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Just months after becoming the first project awarded Measure AA funding, the first phase of tidal breaching at the Montezuma Wetlands restoration project will be two-thirds complete by the end of November.

“We are on track to complete the levees and transition zones next year so we can breach into the slough and restore the area to tidal action,” says Jim Levine, managing partner of Montezuma Wetlands LLC, which owns the property. The breach of the first major restoration area is planned for December 2019. This phase of the multi-phase project will restore 600 acres of previously subsided shoreline on the eastern edge of Suisun Bay to tidal, seasonal and some sub-tidal habitat....
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In response to the critical threat that changing ocean chemistry poses to both ecosystems and economies, the California Ocean Protection Council adopted the state’s first Ocean Acidification Action Plan on October 25.

The plan addresses ocean acidification—like climate change, a consequence of rising atmospheric CO2 levels—in the context of other threats such as polluted runoff, warming temperatures, and rising seas. It promotes local solutions that are likely to provide multiple benefits—from improving water quality to promoting healthy seagrass, marsh, and kelp forest habitats. The plan, one of the first released by a member of the International Alliance to Combat Ocean Acidification, identifies six key strategies, and outlines five-year goals and actions for...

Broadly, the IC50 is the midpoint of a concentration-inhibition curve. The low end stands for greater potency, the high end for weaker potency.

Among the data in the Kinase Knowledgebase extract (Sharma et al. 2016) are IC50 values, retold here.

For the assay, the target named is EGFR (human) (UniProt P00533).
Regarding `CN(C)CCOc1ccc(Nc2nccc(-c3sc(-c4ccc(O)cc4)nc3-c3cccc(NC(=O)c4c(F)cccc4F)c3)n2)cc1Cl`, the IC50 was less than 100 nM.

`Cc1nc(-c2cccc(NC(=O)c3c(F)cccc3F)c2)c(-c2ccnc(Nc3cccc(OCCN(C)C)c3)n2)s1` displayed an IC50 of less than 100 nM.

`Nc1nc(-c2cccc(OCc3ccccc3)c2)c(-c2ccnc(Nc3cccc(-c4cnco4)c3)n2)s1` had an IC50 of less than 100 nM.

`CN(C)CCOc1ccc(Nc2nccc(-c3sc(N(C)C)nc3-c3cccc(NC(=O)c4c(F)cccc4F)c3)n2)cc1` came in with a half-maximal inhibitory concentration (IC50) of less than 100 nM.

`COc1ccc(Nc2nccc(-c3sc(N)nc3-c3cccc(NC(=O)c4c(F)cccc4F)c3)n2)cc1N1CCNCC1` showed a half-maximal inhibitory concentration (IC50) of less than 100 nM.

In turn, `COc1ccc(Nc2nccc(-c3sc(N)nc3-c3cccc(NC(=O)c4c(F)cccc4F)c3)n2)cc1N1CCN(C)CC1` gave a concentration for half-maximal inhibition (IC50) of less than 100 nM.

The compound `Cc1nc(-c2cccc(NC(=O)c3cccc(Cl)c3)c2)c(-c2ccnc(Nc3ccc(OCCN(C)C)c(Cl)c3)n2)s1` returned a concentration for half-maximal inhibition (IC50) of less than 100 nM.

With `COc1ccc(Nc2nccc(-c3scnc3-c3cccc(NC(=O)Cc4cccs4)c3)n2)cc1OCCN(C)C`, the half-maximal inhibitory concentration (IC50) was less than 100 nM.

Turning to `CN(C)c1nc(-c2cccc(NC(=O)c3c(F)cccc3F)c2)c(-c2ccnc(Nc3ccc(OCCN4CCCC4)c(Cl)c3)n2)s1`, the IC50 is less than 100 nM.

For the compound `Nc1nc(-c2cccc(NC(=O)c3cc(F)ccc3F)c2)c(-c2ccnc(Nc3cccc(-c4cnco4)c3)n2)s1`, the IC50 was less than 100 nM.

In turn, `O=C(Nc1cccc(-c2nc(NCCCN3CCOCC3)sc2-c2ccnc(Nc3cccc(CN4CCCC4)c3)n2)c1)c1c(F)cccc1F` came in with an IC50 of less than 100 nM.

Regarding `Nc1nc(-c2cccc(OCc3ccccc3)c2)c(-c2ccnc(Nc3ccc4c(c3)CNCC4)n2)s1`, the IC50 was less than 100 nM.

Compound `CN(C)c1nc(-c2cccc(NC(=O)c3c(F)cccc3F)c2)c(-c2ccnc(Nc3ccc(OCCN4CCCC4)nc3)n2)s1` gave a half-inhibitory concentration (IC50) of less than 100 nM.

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Incidental findings of a long-term study of brown bear predation on salmon have revealed a hidden link between the fish and forest health.

For 20 years, Tom Quinn, a professor in Aquatic and Fishery Sciences at the University of Washington, waded in southwestern Alaska’s Hansen Creek with his students, counting and measuring sockeye salmon carcasses in the stream. Quinn asked his students to toss the bodies on the north bank of the creek to avoid double counting; over the years, they tossed close to 295 tons of salmon onto the north bank. In 2016, Quinn and his colleagues and students took core samples...
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Recent discoveries are promising new weapons against red tides, the massive blooms of microscopic marine algae that are notorious for playing havoc with marine ecosystems.

The culprit behind poisoned seabirds, closed crab fisheries, stranded sea lions, and shellfish poisoning in humans are often diatoms producing the neurotoxin domoic acid. Now, scientists have identified the genes and biochemical processes responsible in diatoms of the genus Pseudo-nitzschia. The finding, published in the journal Science, opens the door to rapid genetic monitoring of algal blooms as a means to spot nascent harmful blooms and track their spread. “By identifying the genes that encode domoic acid production, we are...
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Floods and droughts can cause pools and riffles—and the bugs that live in them—to become more homogenous.

For years, scientists monitoring water quality in streams and rivers have collected mixed samples of aquatic invertebrates from riffles, pools, and transition zones. But UC Santa Barbara stream ecologist David Herbst and his colleagues recently finished a 15-year study of the benthic life in small streams of the central Sierra that examined pools and riffles separately. They found that during flood and drought events, these habitats and their inhabitants become more uniform. But while floods come and go, droughts can...